New ways of bringing back lost authority

New ways of bringing back lost authority

The Noe-know-know trinity was too amusing to let go of: We forgot the philosophy lesson and made it a running four-year joke. We could not foresee, back in 1995, how great a role that question would play in our generation’s lives.

Today, isolating what we can know from mere noise is becoming the essential art of the educated: the skill, amid our convoluted and cacophonous digital-global conversation, to resolve for ourselves what so many gatekeepers of truth once resolved for us.

The government analyst who earlier relied on moles and covert operatives and newspaper reports now has uncountable millions of Twitter bulletins and Flickr pictures, submitted by genuine witnesses, ill-meaning rival governments and other interested parties. The canvas grows rich, but who is to know what is intelligence and what is distortion?

The adolescent preparing his first research paper has so many new sources at his disposal. The guidelines, though, warn him to use ‘authoritative’ materials only. What qualifies? Is it dishonest for him not to mention Wikipedia, as the guidelines caution against doing, even though it is that site that leads him to so many of his primary sources?

And so on with the investor picking up posts on Twitter about a bankruptcy, forced to decide whether to sell or hold; with the reporter who sees online that a dictator has resigned and wonders whether to repeat the news on Twitter or confirm it first; with the fair-minded ideologue whose sources all tell him that president Barack Obama was born abroad, because those sources rely entirely on one another.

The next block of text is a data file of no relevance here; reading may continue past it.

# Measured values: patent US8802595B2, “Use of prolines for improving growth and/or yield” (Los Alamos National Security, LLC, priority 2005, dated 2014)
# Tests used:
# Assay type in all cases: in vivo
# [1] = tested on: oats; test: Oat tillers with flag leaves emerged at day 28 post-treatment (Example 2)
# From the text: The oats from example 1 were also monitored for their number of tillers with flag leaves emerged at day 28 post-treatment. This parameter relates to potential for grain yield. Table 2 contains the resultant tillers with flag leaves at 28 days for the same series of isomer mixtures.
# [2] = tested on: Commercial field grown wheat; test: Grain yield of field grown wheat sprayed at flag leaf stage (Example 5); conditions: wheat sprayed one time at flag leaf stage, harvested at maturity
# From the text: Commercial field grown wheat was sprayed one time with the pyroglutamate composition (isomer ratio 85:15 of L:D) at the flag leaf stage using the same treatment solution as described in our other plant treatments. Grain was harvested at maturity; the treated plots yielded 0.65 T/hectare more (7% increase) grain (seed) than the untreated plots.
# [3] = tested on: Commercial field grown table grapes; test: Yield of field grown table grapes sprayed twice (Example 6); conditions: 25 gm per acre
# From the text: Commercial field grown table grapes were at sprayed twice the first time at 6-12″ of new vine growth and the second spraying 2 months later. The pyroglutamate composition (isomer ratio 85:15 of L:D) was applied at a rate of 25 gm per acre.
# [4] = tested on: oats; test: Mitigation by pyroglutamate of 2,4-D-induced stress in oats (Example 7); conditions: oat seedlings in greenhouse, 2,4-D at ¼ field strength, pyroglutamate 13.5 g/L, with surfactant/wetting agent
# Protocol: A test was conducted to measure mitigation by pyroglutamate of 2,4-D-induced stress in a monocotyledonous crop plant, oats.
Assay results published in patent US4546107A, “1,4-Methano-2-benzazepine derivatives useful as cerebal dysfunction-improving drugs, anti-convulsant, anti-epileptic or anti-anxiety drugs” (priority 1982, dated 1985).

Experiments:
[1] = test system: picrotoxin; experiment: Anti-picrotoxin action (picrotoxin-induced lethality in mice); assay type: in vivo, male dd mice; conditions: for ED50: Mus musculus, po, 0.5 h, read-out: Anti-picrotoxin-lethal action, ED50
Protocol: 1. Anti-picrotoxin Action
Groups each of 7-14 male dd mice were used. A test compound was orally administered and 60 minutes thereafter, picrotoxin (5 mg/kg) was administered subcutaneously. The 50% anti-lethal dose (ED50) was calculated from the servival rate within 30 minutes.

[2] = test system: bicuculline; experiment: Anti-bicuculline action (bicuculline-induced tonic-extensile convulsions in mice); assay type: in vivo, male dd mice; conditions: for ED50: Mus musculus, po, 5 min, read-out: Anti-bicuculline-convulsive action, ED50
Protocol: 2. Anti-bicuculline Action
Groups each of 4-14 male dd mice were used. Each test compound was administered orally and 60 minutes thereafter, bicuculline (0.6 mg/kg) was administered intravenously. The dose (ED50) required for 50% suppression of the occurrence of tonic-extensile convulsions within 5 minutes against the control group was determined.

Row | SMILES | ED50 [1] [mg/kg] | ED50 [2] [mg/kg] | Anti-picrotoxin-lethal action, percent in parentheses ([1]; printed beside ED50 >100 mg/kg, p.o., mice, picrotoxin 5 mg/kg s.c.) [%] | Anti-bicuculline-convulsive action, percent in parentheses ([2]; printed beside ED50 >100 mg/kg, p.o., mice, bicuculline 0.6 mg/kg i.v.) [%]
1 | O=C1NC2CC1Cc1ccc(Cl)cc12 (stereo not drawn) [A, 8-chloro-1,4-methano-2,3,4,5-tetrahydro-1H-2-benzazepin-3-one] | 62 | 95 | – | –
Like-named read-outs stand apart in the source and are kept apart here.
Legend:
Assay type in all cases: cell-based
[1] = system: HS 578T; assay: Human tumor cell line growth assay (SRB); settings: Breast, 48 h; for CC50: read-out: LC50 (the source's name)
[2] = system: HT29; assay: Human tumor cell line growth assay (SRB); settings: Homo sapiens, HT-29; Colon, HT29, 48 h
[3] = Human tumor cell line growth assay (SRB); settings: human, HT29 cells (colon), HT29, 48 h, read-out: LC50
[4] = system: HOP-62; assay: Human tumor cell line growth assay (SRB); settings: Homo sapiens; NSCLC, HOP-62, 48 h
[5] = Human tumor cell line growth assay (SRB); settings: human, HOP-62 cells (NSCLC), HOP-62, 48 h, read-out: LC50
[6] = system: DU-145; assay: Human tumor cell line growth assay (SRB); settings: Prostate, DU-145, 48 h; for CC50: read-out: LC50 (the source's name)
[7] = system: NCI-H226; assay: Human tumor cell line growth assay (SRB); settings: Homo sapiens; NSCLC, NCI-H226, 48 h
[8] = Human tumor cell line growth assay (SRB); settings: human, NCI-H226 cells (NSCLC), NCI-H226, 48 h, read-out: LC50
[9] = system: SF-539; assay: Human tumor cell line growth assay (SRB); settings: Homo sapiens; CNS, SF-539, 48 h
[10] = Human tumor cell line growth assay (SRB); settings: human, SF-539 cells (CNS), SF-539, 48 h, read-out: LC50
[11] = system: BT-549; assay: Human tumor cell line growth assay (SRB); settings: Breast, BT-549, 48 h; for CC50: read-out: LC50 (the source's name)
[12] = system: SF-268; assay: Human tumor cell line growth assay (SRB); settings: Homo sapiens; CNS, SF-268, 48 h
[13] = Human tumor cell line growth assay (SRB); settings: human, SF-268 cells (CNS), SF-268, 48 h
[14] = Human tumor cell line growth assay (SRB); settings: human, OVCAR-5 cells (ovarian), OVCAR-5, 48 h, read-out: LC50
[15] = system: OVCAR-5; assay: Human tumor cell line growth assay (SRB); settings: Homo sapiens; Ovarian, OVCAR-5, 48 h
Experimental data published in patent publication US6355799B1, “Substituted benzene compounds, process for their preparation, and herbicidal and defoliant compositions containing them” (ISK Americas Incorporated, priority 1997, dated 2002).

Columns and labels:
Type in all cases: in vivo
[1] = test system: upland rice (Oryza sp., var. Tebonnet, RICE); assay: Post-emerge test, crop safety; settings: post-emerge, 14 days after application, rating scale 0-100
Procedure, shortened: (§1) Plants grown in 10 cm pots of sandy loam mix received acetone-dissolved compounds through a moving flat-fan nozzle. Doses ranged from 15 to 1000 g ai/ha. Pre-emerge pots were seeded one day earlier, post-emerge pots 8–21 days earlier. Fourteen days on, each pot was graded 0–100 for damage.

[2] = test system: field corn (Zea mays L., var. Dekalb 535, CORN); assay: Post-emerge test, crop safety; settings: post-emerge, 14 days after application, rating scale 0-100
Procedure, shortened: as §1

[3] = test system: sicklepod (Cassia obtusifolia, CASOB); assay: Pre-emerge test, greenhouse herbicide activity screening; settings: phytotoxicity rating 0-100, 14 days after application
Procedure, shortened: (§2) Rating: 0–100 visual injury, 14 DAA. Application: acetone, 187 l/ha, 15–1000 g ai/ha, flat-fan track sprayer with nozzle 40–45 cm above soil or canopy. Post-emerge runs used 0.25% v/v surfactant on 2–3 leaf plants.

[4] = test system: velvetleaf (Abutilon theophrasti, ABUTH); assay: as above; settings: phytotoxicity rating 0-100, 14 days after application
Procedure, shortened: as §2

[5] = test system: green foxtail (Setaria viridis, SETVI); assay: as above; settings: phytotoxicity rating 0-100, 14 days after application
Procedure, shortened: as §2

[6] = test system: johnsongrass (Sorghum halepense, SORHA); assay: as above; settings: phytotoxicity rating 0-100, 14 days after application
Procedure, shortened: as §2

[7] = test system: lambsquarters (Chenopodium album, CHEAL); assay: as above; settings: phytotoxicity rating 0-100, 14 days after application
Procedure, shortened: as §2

Bringing back trust

As we all know, a major consequence of technology over the last many years has been to erode institutions of authority and shelter us in bubbles of personal truths. But now a contrary trend is forming: a number of groups working to bring back some of the authority and trust that has been lost.

A prominent attempt is SwiftRiver, which is affiliated with Ushahidi, an internet platform of Kenyan origin that allows users to crowd-source real-time testimony during crises and then mounts the bits of testimony on a Google map.

SwiftRiver grew out of a problem of plenty. When Ushahidi’s map for the earthquake in Haiti went up, for example, information poured in, but it was information of varying quality levels: many fruitful tips on where to find survivors; some well-meaning tips with bad addresses; spam; outright misinformation.

The solution, Ushahidi’s managers decided, was not to go back to the old way of making crisis maps, with five people around the conference table of a UN bungalow, but rather to invent tools to sift full-blooded digital truths from digital half-truths and digital lies.

SwiftRiver, which now operates as a start-up within Ushahidi, has gone on to create those tools and make them available to the public. They give users various ways of curating and adding context to the information that others put online through social media. You can find out who is talking about a particular subject; or eliminate people from a feed if other reliable people in their country or industry never echo them; or see long-term reliability scores for people you follow.